Frustrating as all this may well be for a sane and rational person, let us admit that there are some powerful forces at work here that, in any realistic assessment, we discount at our peril. For example, democracy, the ease of instant mass and universal communication and the tantalising prospect that a better life need not be only a dream (seeing what others have managed), have all given a new meaning and reality to what is called the age of the common man. And then, nature has made each one of us self-centred. That everyone now at least pays lip-service to the idea that every individual counts, that in certain respects (?) we are all equals and that our opinions and needs matter as much as the next person’s, has only reinforced that natural selfish tendency.In the same vein, it is natural too that political opponents and other vested interests will paint the ugliest possible picture to exploit, for their own ends, the fears and emotional susceptibilities of the general public. Finally — and let us accept this too — there is more than a grain of truth in the charge that much of our misery is the result of the shortcomings and misdeeds of our ruling elite. After all, they too carry the genes of selfishness and make their share of mistakes. And we have never had sufficiently strong institutions in place to check such tendencies.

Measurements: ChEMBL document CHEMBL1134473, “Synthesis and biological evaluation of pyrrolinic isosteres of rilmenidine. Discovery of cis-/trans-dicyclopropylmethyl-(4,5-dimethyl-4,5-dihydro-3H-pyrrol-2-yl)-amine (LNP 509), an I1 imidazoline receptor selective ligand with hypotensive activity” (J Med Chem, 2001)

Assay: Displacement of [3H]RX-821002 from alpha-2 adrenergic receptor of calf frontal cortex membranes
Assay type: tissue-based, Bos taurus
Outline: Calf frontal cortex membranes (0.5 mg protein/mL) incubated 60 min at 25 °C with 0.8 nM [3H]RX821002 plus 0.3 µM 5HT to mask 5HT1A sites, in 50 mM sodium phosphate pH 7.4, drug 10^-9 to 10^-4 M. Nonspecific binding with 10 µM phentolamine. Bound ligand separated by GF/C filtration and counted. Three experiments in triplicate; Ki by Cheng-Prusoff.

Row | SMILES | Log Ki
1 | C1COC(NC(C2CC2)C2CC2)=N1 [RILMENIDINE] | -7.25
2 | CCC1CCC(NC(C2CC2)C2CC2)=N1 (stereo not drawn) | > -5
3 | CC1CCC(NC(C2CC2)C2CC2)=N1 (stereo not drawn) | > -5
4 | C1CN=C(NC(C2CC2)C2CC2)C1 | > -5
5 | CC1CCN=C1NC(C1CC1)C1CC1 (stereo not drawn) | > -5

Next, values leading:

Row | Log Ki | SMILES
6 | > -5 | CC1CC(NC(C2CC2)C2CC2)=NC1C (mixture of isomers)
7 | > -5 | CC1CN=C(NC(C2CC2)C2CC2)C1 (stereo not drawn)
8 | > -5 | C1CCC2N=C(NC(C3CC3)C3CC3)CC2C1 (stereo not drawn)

Also, let us not forget that human beings everywhere are intrinsically the same. So, what is happening in Pakistan is little different from what is happening elsewhere in the world (though, because of better levels of education and understanding all round, the game elsewhere is played at a higher level of sophistication). Fox News, a legion of right-wing media personalities and a wide spectrum of the president’s opponents, have found it highly profitable to play on the fears and emotions of the ordinary American. George W Bush and his neo-con coterie did much the same. In France, Marie, the daughter of Mr Le Pen (the founder of the ultra-right Nationalist Party) is more popular today than President Sarkozy. And the phenomenon that goes by that ugly name, ‘Islamophobia’ is a by-product of the same alchemy.But my concern is not so much with the rest of the human race as it is with the Pakistani people. I only used those examples from other parts of the world — the roots of which we are quick to recognise — to stress that we should apply the same thinking to ourselves. And you may be wondering what I may be leading up to with this long preamble that states little more than the obvious. Time therefore to reveal the specific grouch that instigated this column.